I got a new number, and sat down once more. Once called, I could see how distressed and panicked my clerk was. He was not handling the shortened working window well. He dismissed my application, stating that I didn’t have the proper documents. Upon pressing him for more details I was merely dismissed myself in favor of the next customer. I understood as best as I could, as the situation was no one’s fault. I got a new number but had to get a long wait, my appointment time having expired in the first half hour of the bomb threat.
I never got a second chance. They ran out of time for the day, and being a Friday, I would have had to wait until Monday. Even then, their website showed no available appointments until Wednesday.
With my epic China fail, I decided, once more, to change my job approach. Applying a new focus on patience and location. I knew I wanted to work in the Middle East, and I knew in order to get the opportunities I wanted, I’d have to be patient, because most places in the region don’t work quickly.
Two nights later, around 3 in the morning, my phone buzzed with an email. The British International School in Dohuk, northern Iraq, had a sudden shock opening. Someone had pulled out a day before school began, and they were looking to interview and make an appointment as quickly as possible. My resume had piqued their interest and they expressed a desire to move forward with me if available.
So here I am now in Ataturk Airport in Istanbul, flying out to Erbil en route to Dohuk in five hours…. About to fly back to Iraq. The interview went very well, they are a well respected school using one of the most widely taught curriculums in the world, and I was given a plane ticket before I even signed a contract.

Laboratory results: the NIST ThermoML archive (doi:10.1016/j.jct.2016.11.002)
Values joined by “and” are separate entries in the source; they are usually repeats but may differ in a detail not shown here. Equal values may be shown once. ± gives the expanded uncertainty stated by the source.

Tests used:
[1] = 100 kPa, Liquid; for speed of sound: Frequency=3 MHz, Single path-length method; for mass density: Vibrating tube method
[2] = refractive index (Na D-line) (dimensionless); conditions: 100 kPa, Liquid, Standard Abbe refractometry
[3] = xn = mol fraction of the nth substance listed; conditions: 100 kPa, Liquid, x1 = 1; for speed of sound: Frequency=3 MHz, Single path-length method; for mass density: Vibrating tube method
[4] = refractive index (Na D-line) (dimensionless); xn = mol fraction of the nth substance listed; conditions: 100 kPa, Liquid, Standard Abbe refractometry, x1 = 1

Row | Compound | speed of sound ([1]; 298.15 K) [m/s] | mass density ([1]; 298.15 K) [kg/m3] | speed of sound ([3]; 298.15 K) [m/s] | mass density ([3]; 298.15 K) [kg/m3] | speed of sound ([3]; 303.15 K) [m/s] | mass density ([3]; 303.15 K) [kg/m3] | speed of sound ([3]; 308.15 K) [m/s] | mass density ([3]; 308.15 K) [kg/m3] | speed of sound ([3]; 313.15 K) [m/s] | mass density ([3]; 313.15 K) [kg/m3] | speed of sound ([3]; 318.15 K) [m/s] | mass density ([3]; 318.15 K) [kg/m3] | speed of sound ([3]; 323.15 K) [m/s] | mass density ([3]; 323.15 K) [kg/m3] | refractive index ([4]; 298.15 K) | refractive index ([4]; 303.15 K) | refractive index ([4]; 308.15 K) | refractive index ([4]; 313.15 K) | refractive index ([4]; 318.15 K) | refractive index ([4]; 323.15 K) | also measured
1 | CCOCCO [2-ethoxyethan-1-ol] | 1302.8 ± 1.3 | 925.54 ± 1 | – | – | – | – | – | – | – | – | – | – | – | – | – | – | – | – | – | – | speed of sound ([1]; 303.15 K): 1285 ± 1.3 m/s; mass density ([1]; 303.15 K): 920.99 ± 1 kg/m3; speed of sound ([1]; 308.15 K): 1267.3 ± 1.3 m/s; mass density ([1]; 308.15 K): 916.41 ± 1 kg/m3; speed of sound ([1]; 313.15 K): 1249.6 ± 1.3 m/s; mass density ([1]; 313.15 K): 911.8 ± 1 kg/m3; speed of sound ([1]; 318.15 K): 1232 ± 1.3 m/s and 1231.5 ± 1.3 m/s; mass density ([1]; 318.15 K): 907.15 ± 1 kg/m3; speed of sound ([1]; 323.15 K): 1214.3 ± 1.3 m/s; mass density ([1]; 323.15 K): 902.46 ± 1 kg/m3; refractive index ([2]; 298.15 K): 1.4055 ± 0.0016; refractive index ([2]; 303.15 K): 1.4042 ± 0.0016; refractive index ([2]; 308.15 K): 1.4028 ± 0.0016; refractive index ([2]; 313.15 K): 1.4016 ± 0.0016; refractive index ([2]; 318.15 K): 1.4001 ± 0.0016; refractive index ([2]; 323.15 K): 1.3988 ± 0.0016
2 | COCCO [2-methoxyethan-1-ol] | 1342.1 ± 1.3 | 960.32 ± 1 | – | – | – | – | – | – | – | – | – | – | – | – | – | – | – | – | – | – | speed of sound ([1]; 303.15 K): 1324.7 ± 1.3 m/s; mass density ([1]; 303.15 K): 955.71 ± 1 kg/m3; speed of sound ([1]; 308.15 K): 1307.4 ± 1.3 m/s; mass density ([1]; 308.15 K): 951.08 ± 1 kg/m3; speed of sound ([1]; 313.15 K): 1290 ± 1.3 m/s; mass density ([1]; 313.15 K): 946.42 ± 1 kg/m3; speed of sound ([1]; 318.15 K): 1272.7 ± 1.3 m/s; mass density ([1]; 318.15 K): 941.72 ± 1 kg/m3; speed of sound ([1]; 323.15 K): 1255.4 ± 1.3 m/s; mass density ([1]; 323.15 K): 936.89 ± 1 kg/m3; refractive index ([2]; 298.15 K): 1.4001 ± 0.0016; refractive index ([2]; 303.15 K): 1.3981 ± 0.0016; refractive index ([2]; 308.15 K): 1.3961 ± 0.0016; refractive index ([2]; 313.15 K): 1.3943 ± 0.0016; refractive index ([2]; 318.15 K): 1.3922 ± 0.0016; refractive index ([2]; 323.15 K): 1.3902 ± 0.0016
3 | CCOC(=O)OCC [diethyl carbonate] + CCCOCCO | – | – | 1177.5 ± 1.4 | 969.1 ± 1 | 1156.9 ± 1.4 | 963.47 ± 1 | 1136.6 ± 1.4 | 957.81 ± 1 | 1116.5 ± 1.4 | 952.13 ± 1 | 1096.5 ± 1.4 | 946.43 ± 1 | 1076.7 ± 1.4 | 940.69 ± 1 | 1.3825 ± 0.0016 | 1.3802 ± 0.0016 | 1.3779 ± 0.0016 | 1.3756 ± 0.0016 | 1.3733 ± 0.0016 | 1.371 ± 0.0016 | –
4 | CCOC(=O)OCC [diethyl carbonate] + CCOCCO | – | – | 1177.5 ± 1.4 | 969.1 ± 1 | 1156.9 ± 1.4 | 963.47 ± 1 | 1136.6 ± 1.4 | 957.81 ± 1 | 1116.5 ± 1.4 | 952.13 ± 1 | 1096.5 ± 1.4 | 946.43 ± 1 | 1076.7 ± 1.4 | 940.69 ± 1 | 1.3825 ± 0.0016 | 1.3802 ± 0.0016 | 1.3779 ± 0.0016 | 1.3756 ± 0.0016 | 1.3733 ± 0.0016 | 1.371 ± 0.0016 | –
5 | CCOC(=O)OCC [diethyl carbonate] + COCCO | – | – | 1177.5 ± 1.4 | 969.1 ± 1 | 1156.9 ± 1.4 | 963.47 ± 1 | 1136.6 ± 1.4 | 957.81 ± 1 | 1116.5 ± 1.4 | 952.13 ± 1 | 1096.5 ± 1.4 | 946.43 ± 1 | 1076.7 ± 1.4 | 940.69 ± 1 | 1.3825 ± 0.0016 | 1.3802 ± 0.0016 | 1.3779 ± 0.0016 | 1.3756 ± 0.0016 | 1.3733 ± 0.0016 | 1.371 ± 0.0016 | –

The strangest part of it all is that a return to Kurdistan, a return to Iraq, had been on top of my list for some time… I had just simply dismissed it as being so unlikely to materialize.
As more time passed since my departure from the country in April, I grew increasingly disappointed in myself for the reasons behind my leaving. I didn’t like that I left a job unfinished, and I have never thought of myself as a quitter. After leaving in April, I left with that sour taste of quit in my mouth. I wanted a return because I knew I had something to prove, not to anyone, but to myself. I once got a 0.7 semester GPA in college (out of sheer apathy), only to retake all classes I received an ‘F’ in replacing each with an ‘A’. When I so distinctly perceive my own quit I have to find a way to right it, hence one of my motivating factors in a return.
And that’s only one part of it. Going back to Kurdistan gives me the chance to further explore a country and culture that I had fallen in love with. I can’t wait to sit in tea shops and talk with locals, buy a bike and explore the Zagros Mountains, reach out to friends I haven’t seen in half a year, and re-launch projects I had just begun with a NGO helping refugees and IDPs.
I’m excited that I’ll once more get the chance to share the beauty of a much-misunderstood culture and region of the world that still lives and dies in our consciousness by the narrow and mainstream information that most of us receive from our major sources.
Kurdistan is a beautiful place for many reasons. I can’t wait to remind myself and anyone interested just how to true that is.